WE KILL THEM
    WHICH IS WORSE
    TO BE DEAD OR IMPRISONED BUT ALIVE

    1. angst rom
      March 16, 2017 at 11:25 pm

      Yes, but why are we signatories to Whaling> It wouldn’t be because we want Japan to give us money would it? (A bit like we support Taiwan v the ROC. But then we will eventually be ROC(St Lucia) China could use us as an aircraft carrier once they have control of Hewanorra and VF port facilities – almost there!

  18. Marcus Day
    March 16, 2017 at 1:04 pm

    Tourism is one of the world’s fastest growing industries and an important source of foreign exchange and employment for many developing countries.
    The 2030 Agenda for Sustainable Development commits Member States, through Sustainable Development Goal Target 8.9 to “devise and implement policies to promote sustainable tourism that creates jobs and promotes local culture and products”. The importance of sustainable tourism, as a driver for jobs creation and the promotion of local culture and products, is also highlighted in Sustainable Development Goal target 12.b.
    Tourism is also identified as one of the tools to “increase [by 2030] the economic benefits to Small Island developing States and least developed countries”, through Sustainable Development Goals Target 14.7.
    Sustainable tourism is defined by paragraph 130 of The Future We Want as a significant contributor “to the three dimensions of sustainable development” thanks to its close linkages to other sectors and its ability to create decent jobs and generate trade opportunities. Therefore, Member States recognize “the need to support sustainable tourism activities and relevant capacity-building that promote environmental awareness, conserve and protect the environment, respect wildlife, flora, biodiversity, ecosystems and cultural diversity, and improve the welfare and livelihoods of local communities”.
    Paragraph 130 of the Future We Want also focuses on the role of sustainable tourism as a key contributor for sustainable development in developing countries.
    More specifically, Member States, through paragraph 131, “encourage the promotion of investment in sustainable tourism, including eco-tourism and cultural tourism, which may include creating small and medium sized enterprises and facilitating access to finance, including through microcredit initiatives for the poor, indigenous peoples and local communities in areas with high eco-tourism potential”. In this regard, Member States also stress the importance of establishing, guidelines and regulations, in accordance with national priorities and legislation for promoting and supporting sustainable tourism.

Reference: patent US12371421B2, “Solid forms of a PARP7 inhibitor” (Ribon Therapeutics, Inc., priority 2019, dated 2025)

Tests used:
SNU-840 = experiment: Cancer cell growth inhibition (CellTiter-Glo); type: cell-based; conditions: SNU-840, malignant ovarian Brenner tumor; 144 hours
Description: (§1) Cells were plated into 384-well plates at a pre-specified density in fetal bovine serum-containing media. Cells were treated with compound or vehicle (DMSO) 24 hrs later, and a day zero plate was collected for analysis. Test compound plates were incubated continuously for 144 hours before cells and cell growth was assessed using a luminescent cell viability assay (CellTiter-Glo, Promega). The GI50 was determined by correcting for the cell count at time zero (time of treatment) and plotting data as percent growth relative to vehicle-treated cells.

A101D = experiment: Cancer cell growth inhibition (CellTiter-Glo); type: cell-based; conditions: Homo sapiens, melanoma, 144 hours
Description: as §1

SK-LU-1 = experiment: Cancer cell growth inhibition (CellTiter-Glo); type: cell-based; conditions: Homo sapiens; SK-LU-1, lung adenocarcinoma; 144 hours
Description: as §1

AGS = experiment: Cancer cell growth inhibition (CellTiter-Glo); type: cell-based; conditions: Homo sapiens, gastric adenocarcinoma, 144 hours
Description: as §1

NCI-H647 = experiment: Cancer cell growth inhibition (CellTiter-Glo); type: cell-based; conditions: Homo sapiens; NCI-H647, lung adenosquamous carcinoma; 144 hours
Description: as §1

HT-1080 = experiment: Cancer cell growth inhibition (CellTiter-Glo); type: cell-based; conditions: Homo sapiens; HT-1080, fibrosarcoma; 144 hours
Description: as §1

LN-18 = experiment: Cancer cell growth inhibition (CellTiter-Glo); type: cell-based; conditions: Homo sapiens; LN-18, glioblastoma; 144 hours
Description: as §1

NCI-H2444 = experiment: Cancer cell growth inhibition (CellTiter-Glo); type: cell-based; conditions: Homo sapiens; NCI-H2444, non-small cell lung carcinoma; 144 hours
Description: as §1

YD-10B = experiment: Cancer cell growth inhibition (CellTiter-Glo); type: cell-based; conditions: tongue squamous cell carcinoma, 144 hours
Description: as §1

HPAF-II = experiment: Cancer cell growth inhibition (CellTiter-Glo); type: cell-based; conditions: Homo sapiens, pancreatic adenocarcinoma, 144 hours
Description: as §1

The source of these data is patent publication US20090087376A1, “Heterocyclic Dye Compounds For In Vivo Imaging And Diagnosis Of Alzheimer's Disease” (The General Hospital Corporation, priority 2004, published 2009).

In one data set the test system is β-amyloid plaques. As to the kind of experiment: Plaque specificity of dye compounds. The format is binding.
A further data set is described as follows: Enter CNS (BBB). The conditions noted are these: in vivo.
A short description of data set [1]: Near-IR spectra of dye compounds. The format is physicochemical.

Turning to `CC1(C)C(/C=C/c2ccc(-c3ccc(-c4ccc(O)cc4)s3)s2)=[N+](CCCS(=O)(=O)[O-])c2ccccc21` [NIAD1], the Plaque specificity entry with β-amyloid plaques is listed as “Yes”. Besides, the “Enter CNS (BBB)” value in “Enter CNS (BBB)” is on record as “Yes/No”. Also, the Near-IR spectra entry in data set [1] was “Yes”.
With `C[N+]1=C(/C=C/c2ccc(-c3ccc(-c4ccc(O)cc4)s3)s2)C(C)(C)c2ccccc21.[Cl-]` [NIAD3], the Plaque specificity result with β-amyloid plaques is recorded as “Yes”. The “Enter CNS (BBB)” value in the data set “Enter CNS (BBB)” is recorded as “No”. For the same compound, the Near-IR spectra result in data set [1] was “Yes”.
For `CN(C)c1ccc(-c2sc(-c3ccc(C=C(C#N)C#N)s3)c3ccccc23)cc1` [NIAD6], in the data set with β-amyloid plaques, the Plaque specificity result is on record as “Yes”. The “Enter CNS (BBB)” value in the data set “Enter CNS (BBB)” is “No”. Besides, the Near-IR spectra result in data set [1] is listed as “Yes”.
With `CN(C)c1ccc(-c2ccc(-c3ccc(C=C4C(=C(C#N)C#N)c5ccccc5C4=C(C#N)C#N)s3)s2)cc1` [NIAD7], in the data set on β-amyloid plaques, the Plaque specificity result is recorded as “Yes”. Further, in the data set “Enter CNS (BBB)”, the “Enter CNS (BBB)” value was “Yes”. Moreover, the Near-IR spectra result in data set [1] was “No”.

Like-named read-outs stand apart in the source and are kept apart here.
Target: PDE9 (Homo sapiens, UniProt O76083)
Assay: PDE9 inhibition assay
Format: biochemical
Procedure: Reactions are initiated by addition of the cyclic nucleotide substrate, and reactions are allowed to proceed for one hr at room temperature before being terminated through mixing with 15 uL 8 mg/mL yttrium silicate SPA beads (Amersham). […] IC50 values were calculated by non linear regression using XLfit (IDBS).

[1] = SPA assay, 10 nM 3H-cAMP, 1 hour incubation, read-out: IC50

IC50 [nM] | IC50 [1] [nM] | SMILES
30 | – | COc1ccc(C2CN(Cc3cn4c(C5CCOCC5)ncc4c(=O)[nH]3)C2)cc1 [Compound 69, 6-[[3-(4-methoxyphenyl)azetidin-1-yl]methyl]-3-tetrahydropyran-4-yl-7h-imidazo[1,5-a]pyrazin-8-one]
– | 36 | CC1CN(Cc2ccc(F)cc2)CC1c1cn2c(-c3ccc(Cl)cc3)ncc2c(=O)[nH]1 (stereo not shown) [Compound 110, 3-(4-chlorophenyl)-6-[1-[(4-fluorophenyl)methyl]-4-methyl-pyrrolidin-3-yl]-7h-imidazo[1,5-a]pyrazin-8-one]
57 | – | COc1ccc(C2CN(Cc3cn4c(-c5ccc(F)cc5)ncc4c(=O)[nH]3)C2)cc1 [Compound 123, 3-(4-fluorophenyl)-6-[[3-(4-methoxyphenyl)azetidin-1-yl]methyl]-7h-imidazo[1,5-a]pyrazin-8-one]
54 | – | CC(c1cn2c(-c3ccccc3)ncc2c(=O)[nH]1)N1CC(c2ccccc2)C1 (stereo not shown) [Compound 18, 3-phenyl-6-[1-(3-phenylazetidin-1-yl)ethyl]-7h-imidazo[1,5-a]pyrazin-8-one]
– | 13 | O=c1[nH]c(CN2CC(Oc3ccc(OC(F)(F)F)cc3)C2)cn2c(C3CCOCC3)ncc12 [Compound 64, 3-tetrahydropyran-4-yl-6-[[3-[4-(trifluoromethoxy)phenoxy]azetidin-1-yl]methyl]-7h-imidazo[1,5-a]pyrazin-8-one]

In 2002, the World Summit on Sustainable Development in Johannesburg addressed sustainable tourism in Chapter IV, paragraph 43 of the Johannesburg Plan of Implementation.
    At the Johannesburg Summit the launch of the Sustainable Tourism – Eliminating Poverty (ST-EP) was announced. The initiative was inaugurated by the World Tourism Organization, in collaboration with UNCTAD in order to develop sustainable tourism as a force for poverty alleviation.
    The UN Commission on Sustainable Development (CSD) last reviewed the issue of sustainable tourism in 2001, when it was acting as the Preparatory Committee for the Johannesburg Summit.
    The General Assembly in 1998 proclaimed 2002 as the International Year of Ecotourism (A/RES/53/200), reaffirming Economic and Social Council resolution 1998/40, of 30 July 1998.
    In reviewing the first five years’ implementation of Agenda 21 in 1997 at its nineteenth Special Session, the General Assembly indicated the need to give further consideration to the importance of tourism in the context of Agenda 21.
    Under Chapter 7 of Agenda 21 devoted to the promotion of sustainable human settlement development, the promotion of the formulation of sound and culturally sensitive tourism programmes are seen as a strategy for sustainable development of urban and rural settlements and as a way of decentralizing urban development and reducing discrepancies among regions. The important role of ecotourism as a tool to promote economic growth in respect of environment sustainability is a recurring theme within Agenda 21, in particular with reference to the protection of forests (paragraph 11.20-11.21), mountain ecosystems (paragraph 13.6), improvement of farm production and farming systems (paragraph 14.25), sustainable conservation and use of marine living resources.

  19. angst rom
    March 16, 2017 at 11:34 pm

    Here we are being governed by a businessman – you’d think that might be good for the country – but here is an idiot who has turned down a wind farm because he doesn’t want to buy the land . Why not buy the land and take a cut from the generated electricity? Environment?? What’s that?

  20. Eliza
    March 17, 2017 at 10:41 am

    He may be ” disappointed” that these so- called investors were treated scathingly, but the rest of are disappointed that it was his suggestion to use Pigeon Island. The ” investors” were simply made aware of the opposition to their proposal. If the had thought they were going to be met with approval, they were outstandingly misinformed!

  21. sharon terrell
    March 18, 2017 at 1:37 pm

    This is the year of the opposed.I truly oppose the Dolphin park, but St.lucians i thought you’ll said that is work and ching ching,ching,you’ll want in you’ll pockets now how will youll accomplish that goal.St.lucians more worried about the Dolphins than them selfs,and I to love nature but nature will not stop me from putting a dollar in my pocket.Am 80% sure the people that keep fighting against all the projects Allan Chastanet try to implement have money in their pockets.Yeah the Goliaths them that keep trampling the davids down.Who you’ll can employ and pay.You’ll have monies to buy the land Lol.Its been lying their forabout 1 hundred years hehe.Nature should be preserved.But i have to survive,as long as i live.So lets keep Investors ot no Investments.How the island will run hehe,on Yam Banana and Dasheen.Lol.Even big America bring in foreign Investors to build their country.St.lucia dont worry just sit on the land it will make money for you’ll.I want my milk and honey now now when am dead.Good luck Sucker’s.